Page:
With the state’s reservoirs far more empty than they should be, California is about to experience a major drought. The state is certainly prone to droughts — and it experienced a bad one last year — but things are looking particularly grim for 2021.
Why exactly is a drought about to hit California, and does climate change cause droughts?
Why is California on the brink of drought?
As of April 2021, California is just coming out of its wet season — and The Guardian reports that over this past wet season, the Cascades and the Sierra Nevada mountains’ snow accumulation was 40 percent lower than average. This means that California has not produced enough snow and rain to accumulate all the water it needs; the dry state relies on these reserves to refresh its groundwater, rivers, streams, and reservoirs.
And as of April 3, 2021, California’s biggest water reserve, Lake Shasta, is only filled with water to 53 percent of its capacity, as reported by SFGate. For comparison, on the same date in 2020, the reserve was filled to 80 percent capacity.
All of this will make for California’s “second extremely dry year, in a row,” Daniel Swain, a climate scientist from UCLA and the Nature Conservancy told The Guardian.
Through early next week, most of the Lower 48 will observe very little precipitation, apart from Northern California. While most would welcome sunny skies, the Southwest could really use a soaking rain given the severe drought. Unfortunately, there is no true relief in sight. pic.twitter.com/jAWGFTV6N1— NWS Weather Prediction Center (@NWSWPC) April 1, 2021
California is the top agricultural state in the U.S. (in terms of revenue), as per the USDA — and because of that, the agriculture industry uses up 80 percent of the state’s water resources, as per The Guardian.
And according to One Green Planet, most of the water used for agriculture is used for the animal agriculture industry. Animals being raised for meat, eggs, and dairy drink a lot of water, a lot of water is used to clean slaughterhouses and factory farms, and even more water is used to grow the crops that cows, chickens, pigs, and other animals eat before they are slaughtered. In the U.S., the animal agriculture industry uses between 36 and 74 trillion gallons of water each year, as per Cowspiracy — that’s more water than is used for fracking annually.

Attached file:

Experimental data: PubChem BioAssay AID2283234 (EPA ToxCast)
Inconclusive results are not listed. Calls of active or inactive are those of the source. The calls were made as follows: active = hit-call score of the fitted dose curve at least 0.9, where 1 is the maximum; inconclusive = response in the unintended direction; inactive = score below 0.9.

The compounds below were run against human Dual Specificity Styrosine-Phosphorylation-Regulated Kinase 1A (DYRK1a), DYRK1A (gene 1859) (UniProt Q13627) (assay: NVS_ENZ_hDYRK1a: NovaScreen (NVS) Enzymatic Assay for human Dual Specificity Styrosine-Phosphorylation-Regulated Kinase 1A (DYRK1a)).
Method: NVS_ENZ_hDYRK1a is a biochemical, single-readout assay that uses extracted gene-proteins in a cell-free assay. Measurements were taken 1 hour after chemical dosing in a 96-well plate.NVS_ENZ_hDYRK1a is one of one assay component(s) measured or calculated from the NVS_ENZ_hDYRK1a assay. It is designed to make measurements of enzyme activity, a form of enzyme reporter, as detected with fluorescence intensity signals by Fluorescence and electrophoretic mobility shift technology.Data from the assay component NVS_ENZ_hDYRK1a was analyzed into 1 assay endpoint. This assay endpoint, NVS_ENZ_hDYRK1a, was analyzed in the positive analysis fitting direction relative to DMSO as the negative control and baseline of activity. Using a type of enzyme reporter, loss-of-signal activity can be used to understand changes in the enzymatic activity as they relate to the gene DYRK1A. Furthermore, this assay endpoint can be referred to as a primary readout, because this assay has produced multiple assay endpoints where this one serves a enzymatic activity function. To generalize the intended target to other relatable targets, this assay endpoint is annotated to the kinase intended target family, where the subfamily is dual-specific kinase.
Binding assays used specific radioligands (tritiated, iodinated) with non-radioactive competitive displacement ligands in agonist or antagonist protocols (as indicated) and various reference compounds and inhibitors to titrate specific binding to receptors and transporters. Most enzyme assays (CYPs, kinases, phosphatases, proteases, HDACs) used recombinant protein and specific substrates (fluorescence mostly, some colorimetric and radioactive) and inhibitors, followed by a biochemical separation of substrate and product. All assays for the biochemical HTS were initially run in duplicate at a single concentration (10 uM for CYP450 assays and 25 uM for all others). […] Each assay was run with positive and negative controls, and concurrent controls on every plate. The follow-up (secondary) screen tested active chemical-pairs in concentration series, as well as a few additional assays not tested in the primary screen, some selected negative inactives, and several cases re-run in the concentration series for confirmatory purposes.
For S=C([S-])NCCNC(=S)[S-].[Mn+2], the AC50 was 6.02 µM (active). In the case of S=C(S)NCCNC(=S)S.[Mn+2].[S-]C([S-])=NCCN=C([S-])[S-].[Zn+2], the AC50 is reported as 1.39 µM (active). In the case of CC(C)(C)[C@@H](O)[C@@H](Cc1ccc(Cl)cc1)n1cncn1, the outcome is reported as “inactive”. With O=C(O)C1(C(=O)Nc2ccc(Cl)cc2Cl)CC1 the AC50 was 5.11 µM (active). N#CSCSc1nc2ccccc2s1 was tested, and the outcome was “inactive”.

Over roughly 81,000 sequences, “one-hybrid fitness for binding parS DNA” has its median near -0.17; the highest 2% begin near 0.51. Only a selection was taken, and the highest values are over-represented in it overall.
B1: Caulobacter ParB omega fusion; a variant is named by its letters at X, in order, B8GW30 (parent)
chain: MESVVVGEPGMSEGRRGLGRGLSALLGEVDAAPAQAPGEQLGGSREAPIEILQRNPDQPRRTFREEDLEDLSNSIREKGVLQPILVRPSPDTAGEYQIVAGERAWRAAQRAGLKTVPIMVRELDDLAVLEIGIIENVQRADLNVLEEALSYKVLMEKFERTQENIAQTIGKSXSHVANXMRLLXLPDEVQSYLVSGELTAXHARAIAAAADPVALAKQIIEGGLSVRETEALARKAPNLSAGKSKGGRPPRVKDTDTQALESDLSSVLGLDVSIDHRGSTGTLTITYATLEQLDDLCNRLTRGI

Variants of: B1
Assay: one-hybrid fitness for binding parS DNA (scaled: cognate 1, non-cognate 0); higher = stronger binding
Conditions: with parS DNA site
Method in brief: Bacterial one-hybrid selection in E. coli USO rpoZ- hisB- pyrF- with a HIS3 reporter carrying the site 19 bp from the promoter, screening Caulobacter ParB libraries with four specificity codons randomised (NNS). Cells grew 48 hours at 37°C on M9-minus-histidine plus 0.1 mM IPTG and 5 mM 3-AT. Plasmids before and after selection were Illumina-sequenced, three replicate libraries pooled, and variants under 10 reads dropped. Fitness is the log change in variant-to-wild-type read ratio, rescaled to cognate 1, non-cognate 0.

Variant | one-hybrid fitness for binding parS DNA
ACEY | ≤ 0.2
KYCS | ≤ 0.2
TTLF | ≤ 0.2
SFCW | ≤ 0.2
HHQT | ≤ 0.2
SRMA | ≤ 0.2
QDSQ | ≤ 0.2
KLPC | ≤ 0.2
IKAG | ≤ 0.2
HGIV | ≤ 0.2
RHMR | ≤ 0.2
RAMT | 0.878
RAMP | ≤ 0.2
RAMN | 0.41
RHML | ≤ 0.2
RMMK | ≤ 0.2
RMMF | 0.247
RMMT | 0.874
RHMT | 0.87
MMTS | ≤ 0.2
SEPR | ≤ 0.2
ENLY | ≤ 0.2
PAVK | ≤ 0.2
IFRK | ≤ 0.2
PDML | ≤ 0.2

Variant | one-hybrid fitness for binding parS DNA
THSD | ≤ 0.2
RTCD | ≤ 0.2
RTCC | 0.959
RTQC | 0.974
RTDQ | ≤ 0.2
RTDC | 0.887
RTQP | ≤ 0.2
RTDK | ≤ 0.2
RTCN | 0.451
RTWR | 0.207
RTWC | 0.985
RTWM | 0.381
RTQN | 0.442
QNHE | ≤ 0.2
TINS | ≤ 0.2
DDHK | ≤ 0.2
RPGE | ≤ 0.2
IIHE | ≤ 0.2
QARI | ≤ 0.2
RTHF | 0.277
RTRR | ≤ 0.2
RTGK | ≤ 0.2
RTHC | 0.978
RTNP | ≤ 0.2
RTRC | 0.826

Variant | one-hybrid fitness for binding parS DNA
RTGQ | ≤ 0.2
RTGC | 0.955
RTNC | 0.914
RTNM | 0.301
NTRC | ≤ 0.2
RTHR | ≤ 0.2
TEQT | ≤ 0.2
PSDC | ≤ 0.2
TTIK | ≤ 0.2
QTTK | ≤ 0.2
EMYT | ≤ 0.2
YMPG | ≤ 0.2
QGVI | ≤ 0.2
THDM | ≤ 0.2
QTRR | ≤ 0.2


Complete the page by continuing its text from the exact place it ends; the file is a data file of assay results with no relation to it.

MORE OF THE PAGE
So while most governmental literature tends to advise people in drought-stricken areas to conserve water by doing things like taking shorter showers, watering their lawns less, and repairing drippy faucets, a more direct way to tackle droughts would be by setting more regulations for the agriculture industry — specifically the animal agriculture industry.
However, the government provides this industry with immense taxpayer-funded farm subsidies, and the industry is also a massive source of revenue for the state and the country, so it’s no surprise the government tends to stay away from setting stricter limitations on water use for factory farms.
Does climate change cause droughts?
Climate change is very much connected to droughts — in a variety of ways. According to the Center for Climate and Energy Solutions (C2ES), the increasing temperatures as part of global warming can encourage evaporation from soil; the changing climate can impact atmospheric rivers and subsequently interfere with precipitation patterns; and all of that combined can negatively affect snowpack and melt, which reduces the water supply, resulting in a drought.
Additionally, raising animals as livestock for the meat, dairy, and egg industries is a leading cause of climate change, primarily due to the animal agriculture industry’s emissions; raising livestock is also a leading cause of drought, since (as mentioned above) farms and slaughterhouses are responsible for using massive amounts of water.
By regulating the amount of water the cruel and polluting animal agriculture industry can use, the government could simultaneously tackle droughts, emissions, and pollution. And with California gearing up for a devastating drought year, it’s imperative that action is taken.